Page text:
Personality conflict or harassment?

Strife between employees can happen, as long as it doesn't cross a line

Personality conflict or harassment?

They say good fences make good neighbours. Does that mean good cubicles make good co-workers?

Anyone who’s had bad neighbours can tell you how much they can influence the quality of life at home. So it makes sense that someone you spend all day with or near in the office, or have to interact virtually when working at home, can influence the quality of the work day – especially if there is a personality conflict. If that conflict is particularly bad, it can be hard to maintain a veneer of professionalism – and reactions to it could lead to workplace harassment or bullying.

Personality conflicts can happen between co-workers or between managers and subordinates. While employers have a duty to protect employees from harassment and bullying, they don’t necessarily have to protect them from personality conflicts, particularly if the individuals involved are reasonably doing their jobs.

The Canada Labour Code defines workplace harassment and violence as “any action, conduct or comment, including of a sexual nature, that can reasonably be expected to cause offence, humiliation or other physical or psychological injury or illness to an employee, including any prescribed action, conduct or comment.” Definitions in provincial legislation are similar. Personality conflicts and disagreements in the workplace can cause offence, but generally doesn’t cause humiliation, illness, or injury to a reasonable person.

Take a recent arbitration case in British Columbia, in which a hotel room attendant claimed that a supervisor and a manager harassed her by being dismissive and curt with her. The worker was shaken and couldn’t sleep after the interactions, to the point where she had to take a medical leave for both physical and psychological symptoms. However, the hotel investigated and found that a “difficult exchange” in which the manager was upset and the supervisor showed impatience did not rise to the level of harassment and they were performing work-related tasks supervising the worker. The arbitrator agreed and dismissed the harassment grievance.

An Ontario arbitrator reached a similar conclusion about a male teacher’s complaint that two female teachers harassed him by gossiping in front of him, having disagreements about various issues and, on one occasion, shouting at him to turn down the lights in a meeting. The arbitrator found that the conduct and gossiping by the female teachers were not directed at the male teacher and the disagreements and shouting may have been unprofessional, but not harassment.

More recently, a Nova Scotia long-term care home worker’s harassment complaint relating to a co-worker was dismissed by an arbitrator. The worker had several instances of tension and arguments with the co-worker and both were suspended for harassing behaviour. The employer tried mediation, but they rejected opportunities to resolve things between them. Eventually, the worker went on long-term disability due to stress from “constant harassment and bullying.” The arbitrator found that both employees were responsible for the conflict and the employer tried to make them act more professionally. While the conflict was stressful, the worker contributed to it and was not a mere victim, said the arbitrator.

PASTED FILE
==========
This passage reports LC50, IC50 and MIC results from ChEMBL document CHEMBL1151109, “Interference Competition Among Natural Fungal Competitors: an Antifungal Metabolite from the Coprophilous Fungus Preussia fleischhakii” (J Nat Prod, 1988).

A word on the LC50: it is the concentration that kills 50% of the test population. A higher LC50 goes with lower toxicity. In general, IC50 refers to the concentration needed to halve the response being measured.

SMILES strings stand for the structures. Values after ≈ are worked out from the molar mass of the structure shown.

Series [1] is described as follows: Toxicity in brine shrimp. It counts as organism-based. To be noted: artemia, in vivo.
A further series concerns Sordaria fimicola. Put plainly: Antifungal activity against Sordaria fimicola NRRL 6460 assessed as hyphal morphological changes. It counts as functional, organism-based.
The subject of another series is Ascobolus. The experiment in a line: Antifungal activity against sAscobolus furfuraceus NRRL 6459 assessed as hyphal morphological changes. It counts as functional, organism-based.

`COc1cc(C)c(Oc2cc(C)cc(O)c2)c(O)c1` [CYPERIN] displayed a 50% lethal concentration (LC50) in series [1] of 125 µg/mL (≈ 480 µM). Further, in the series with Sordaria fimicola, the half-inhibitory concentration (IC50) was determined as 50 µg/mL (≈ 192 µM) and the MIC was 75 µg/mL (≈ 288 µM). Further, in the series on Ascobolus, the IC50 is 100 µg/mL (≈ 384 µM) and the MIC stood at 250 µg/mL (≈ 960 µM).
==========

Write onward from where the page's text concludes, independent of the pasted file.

Of course, there are many situations where conflict between employees does cross the line into harassment and bullying, and that’s where employers face higher risk. Whether it’s health and safety obligations, human rights obligations, or the need to maintain a good and productive work environment, conflict that escalates can be a big problem for employers. In fact, a Norwegian study from a few years ago even found that workers who were targets of workplace bullying were twice as likely to report suicidal thoughts. And for women who are trying to succeed professionally, workplace conflict can lead to “tall poppy syndrome” where others try to cut them down, resent them, and criticize them for their achievements.

Just last year, the media landscape in Ontario was rocked by the news that a prominent radio personality had been bullying colleagues for years, particularly female ones, and the employer turned a blind eye because he was a big part of the radio station where he worked. The employer finally acted and cut the personality loose after one former colleague went public with the behaviour and made a harassment complaint. The complaint is ongoing, but the media company suffered some significant reputational damages, not to mention the loss of media talent over the years. A case of public joviality, but significant conflict behind closed doors at the radio station that finally boiled over.

Abrasive management can also be a problem for employers. While often an abrasive manager may just be carrying out his duties, such conduct can easily cross the line into bullying, particularly given the power imbalance with insubordinates. Experts say that bullying leaders can be rehabilitated, but if that doesn’t work, there is risk for harassment complaints.

Workplaces involve people with different mannerisms and personalities. Inevitably, some aren’t going to mix very well, but employers have a right to expect professionalism. If that professionalism crumbles, it could lead to some tension in the workplace – but not necessarily bullying or harassment.

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